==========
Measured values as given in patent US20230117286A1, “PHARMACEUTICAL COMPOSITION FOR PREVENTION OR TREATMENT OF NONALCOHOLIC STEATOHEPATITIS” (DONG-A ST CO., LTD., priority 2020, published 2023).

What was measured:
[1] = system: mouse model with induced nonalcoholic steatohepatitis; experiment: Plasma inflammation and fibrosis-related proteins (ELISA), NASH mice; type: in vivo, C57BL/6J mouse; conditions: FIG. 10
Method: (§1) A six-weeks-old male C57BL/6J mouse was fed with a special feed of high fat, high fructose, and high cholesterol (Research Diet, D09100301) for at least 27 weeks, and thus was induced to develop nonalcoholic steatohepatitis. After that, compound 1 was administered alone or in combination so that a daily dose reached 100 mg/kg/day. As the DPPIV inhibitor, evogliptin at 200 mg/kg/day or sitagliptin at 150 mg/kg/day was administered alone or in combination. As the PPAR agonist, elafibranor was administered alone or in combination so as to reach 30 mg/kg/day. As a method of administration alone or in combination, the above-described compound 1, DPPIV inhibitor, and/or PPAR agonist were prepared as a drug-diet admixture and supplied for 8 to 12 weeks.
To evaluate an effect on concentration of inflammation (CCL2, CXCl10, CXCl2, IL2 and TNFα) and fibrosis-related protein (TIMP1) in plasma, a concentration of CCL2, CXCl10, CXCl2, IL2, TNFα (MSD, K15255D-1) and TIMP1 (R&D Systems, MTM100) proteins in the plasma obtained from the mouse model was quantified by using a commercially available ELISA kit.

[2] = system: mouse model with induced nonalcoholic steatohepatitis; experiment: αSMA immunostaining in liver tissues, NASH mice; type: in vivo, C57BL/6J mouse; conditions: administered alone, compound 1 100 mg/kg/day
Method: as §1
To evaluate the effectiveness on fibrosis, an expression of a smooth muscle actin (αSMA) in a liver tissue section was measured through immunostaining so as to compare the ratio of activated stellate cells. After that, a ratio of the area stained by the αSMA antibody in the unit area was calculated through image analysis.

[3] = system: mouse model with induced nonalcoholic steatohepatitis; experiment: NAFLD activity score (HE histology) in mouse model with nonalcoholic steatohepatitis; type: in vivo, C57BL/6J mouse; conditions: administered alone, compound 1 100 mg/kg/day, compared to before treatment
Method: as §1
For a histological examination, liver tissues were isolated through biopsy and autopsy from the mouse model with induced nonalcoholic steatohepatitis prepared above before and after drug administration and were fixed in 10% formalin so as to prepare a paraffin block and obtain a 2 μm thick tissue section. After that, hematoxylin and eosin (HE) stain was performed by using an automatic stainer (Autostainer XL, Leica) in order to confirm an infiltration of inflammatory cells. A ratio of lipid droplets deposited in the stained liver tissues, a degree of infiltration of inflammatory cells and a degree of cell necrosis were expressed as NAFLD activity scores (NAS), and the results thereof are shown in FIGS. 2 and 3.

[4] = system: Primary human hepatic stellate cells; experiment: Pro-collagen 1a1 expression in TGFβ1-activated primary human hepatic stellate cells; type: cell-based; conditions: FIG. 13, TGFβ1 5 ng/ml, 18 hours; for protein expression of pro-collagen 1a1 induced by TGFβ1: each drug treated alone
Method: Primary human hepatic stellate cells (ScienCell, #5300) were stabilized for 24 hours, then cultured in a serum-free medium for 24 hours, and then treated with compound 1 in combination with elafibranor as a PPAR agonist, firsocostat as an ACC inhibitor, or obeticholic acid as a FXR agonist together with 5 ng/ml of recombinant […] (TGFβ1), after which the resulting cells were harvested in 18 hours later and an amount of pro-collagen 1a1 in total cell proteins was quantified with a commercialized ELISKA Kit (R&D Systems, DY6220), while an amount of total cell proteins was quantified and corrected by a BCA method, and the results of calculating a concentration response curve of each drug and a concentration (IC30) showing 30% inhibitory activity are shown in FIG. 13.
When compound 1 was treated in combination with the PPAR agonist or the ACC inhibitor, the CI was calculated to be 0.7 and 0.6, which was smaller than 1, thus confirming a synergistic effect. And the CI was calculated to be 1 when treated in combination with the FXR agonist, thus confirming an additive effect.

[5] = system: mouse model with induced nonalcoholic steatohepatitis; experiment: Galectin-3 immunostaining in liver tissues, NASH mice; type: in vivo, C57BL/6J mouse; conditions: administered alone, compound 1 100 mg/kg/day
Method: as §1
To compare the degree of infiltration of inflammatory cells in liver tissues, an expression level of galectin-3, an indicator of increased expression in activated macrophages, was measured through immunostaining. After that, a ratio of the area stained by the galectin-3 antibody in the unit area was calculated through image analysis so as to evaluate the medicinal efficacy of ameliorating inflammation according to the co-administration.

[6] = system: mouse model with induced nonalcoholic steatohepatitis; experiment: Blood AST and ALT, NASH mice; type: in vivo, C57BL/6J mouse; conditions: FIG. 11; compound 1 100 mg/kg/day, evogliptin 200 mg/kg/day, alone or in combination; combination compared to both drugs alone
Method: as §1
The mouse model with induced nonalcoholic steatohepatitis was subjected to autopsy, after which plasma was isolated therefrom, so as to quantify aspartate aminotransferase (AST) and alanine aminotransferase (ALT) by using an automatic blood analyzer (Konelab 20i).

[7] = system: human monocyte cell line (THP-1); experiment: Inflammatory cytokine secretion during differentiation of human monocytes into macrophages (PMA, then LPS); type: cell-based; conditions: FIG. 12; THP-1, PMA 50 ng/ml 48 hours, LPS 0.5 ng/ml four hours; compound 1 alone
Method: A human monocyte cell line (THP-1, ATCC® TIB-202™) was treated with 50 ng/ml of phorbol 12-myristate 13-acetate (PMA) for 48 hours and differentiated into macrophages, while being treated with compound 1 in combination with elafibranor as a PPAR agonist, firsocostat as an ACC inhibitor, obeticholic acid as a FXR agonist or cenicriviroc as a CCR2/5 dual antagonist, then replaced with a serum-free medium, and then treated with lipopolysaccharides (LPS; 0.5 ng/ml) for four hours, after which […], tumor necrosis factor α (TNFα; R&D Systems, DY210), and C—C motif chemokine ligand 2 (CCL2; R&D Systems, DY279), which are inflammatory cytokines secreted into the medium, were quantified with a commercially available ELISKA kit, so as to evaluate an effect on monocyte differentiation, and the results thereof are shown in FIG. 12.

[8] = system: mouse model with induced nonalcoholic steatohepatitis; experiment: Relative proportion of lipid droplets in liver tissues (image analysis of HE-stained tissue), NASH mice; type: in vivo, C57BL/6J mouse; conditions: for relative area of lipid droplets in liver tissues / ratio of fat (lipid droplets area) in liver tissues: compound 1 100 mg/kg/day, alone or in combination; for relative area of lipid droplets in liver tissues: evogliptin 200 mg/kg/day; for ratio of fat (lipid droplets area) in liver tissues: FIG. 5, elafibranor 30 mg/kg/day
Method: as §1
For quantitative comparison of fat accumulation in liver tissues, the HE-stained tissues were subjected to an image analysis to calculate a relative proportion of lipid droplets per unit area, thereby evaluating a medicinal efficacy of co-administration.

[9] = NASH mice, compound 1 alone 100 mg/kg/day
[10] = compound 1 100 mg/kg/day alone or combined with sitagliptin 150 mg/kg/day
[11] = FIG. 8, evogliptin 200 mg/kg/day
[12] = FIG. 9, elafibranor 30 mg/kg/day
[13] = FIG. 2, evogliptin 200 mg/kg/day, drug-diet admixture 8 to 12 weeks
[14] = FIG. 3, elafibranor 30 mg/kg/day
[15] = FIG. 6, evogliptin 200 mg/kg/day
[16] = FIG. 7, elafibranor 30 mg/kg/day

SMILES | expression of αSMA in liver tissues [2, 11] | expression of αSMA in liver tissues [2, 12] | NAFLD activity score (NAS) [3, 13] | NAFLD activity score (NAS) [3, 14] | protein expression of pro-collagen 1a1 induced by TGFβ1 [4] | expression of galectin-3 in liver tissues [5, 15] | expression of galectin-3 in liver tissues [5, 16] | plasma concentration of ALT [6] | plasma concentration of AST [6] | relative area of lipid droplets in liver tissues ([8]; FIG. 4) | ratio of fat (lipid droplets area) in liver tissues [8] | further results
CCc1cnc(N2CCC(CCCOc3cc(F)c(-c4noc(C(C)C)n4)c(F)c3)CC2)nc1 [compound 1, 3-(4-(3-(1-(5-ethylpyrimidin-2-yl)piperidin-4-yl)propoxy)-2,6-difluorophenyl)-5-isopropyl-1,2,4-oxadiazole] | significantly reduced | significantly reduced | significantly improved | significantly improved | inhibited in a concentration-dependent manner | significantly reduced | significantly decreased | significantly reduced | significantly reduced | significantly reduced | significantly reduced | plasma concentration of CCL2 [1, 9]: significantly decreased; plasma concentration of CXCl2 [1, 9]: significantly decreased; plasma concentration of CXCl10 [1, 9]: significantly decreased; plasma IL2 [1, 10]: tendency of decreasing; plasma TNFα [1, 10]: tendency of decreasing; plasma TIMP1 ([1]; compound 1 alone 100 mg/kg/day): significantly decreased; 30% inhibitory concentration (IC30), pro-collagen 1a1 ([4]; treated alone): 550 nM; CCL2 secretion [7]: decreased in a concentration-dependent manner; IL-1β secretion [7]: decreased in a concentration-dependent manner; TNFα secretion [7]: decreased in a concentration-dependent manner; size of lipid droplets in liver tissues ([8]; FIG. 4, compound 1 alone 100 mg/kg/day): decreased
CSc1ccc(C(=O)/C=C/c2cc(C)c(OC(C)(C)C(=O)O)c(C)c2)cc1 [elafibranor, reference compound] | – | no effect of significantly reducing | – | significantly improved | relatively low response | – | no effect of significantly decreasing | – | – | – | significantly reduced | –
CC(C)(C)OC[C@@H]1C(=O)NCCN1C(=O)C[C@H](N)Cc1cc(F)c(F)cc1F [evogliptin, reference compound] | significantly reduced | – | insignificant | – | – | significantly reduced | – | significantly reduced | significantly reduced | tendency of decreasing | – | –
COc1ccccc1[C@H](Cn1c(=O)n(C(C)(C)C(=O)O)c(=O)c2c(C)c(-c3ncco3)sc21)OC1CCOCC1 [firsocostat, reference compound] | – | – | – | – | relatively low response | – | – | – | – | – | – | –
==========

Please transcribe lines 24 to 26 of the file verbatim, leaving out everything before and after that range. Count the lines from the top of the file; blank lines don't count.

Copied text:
Method: as §1
For quantitative comparison of fat accumulation in liver tissues, the HE-stained tissues were subjected to an image analysis to calculate a relative proportion of lipid droplets per unit area, thereby evaluating a medicinal efficacy of co-administration.

[9] = NASH mice, compound 1 alone 100 mg/kg/day